Business News of Monday, 9 March 2015
Ghana wants to use a financial assistance deal struck last week with the International Monetary Fund (IMF) to fuel a deep transformation of its economy rather than simply to restore fiscal balance, Finance Minister Seth Terkper told Reuters.
The government embarked on its shake-up of the economy even before the $940 million agreement with the IMF and its aid will help the programme to endure beyond elections in 2016, when President John Mahama will likely run for a second term.
The vision includes enhancing a ‘local content’ law passed last year to ensure Ghanaian participation in the oil and gas sector, more petroleum deals for the national oil company and a more rigorous approach to debt management, Terkper said in an interview.
“What can we (the Finance Ministry) do to complement that transformation? We are actually following the president’s lead, calling for transformation in a deep way of the economy,” Terkper said.
In other measures, the government has set up a ‘sinking’ fund to manage debt redemption which uses revenue from the country’s growing petroleum resources.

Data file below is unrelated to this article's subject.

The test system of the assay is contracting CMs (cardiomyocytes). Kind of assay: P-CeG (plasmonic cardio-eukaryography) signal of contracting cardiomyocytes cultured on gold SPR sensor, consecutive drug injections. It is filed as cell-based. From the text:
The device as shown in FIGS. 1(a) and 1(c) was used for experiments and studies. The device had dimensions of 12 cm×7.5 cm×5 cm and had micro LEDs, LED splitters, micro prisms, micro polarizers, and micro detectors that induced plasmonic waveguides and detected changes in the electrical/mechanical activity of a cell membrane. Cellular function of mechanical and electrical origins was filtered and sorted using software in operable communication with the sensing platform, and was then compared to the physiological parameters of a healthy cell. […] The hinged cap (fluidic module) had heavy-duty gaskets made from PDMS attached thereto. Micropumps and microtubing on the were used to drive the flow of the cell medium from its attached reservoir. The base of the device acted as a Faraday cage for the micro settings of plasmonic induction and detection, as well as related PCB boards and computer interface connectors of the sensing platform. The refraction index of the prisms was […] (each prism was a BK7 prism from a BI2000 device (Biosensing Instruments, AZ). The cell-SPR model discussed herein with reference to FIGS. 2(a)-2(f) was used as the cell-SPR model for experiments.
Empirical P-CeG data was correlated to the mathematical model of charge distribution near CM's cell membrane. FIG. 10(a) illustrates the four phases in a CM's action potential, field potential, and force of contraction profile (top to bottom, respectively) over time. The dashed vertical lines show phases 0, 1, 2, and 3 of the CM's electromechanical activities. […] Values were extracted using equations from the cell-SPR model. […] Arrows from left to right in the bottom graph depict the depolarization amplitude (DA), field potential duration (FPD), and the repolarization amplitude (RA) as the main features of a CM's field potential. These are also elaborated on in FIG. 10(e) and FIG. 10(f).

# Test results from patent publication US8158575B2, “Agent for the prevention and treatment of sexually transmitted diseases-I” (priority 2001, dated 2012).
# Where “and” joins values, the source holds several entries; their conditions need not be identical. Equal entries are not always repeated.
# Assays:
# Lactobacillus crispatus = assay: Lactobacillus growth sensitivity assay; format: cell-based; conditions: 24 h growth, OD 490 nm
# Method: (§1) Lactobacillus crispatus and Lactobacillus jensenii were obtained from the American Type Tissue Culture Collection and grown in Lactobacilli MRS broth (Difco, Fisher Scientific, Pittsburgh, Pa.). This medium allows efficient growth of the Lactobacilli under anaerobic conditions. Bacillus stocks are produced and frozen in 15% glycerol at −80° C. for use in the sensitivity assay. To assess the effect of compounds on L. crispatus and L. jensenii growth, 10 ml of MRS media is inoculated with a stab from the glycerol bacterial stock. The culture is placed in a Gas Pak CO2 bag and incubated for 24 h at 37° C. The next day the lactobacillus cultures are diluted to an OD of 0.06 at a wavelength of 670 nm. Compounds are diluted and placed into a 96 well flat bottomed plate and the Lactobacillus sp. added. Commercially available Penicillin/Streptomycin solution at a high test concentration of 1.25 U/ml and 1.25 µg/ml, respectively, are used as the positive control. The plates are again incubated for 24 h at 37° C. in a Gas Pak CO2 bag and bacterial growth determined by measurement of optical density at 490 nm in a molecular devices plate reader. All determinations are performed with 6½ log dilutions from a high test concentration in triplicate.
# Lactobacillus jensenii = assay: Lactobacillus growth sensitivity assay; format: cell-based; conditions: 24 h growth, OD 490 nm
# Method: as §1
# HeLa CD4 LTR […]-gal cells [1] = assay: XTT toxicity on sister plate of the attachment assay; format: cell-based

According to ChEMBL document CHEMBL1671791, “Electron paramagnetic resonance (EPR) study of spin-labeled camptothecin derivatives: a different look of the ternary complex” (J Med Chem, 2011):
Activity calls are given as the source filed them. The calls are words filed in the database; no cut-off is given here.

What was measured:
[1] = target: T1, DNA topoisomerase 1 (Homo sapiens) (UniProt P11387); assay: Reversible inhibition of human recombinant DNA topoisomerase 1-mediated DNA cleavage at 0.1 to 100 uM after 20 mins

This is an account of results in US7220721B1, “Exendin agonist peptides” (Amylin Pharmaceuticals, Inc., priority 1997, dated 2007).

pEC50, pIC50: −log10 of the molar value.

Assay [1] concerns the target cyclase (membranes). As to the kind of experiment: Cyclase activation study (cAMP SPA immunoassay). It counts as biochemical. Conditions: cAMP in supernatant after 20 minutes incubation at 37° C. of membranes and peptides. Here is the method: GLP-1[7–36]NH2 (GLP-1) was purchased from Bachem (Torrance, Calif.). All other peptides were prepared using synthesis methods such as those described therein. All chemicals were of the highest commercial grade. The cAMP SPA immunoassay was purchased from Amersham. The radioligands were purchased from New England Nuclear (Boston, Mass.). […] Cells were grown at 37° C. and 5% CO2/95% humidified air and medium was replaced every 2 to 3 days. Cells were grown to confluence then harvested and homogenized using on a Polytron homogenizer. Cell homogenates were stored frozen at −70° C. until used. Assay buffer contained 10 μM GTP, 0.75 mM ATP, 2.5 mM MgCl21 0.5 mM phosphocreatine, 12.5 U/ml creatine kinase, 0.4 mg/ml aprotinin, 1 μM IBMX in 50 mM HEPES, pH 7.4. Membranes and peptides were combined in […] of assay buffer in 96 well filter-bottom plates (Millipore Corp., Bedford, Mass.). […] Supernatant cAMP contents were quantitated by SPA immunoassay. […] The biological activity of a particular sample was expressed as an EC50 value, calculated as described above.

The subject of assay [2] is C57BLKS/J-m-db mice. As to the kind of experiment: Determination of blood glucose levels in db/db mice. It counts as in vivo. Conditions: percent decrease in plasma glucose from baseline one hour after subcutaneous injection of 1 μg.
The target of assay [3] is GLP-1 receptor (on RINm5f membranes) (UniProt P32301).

In addition to Bank of Ghana monetary tightening, the government will also use its Oil Stabilization Fund as well as petroleum hedging to manage foreign exchange volatility in support of the local cedi currency, which has depreciated 8 percent this year, Terkper said.
Government overspending on public sector wages is the immediate cause of the West African state’s fiscal problems that have blotted its reputation as a star African economy and forced it to turn to the Fund.
The IMF aid will not deter Ghana form seeking external financing and Ghana plans to issue a Eurobond worth around $1 billion this year mainly to refinance debts maturing in 2017, Terkper said.
“That’s our plan. We have to refinance 2017, considering that $550 (million) is for the retirement of 2017,” he said, referring to debts associated with a 10-year Eurobond launched in 2007. Ghana also issued Eurobonds in 2013 and 2014.
The government says a power crisis and a fall in global commodity prices are partly responsible for the slowdown in gross domestic product growth from 14 percent in 2011 to a forecast 3.5 percent this year.
But the root of the problem is something Ghana shares with many emerging markets: an overreliance on the export of raw materials for revenue coupled with a dependence on the import of consumer products to satisfy domestic demand.
Ghana’s total public debt rose to 67 percent of GDP at the end of 2014 and its currency fell 31 percent in that period.
The country will also benefit from increased revenues from oil and gas production in the next three years as well as budget support estimated at $1.2-$1.5 billion from developing partners including the World Bank, Terkper said.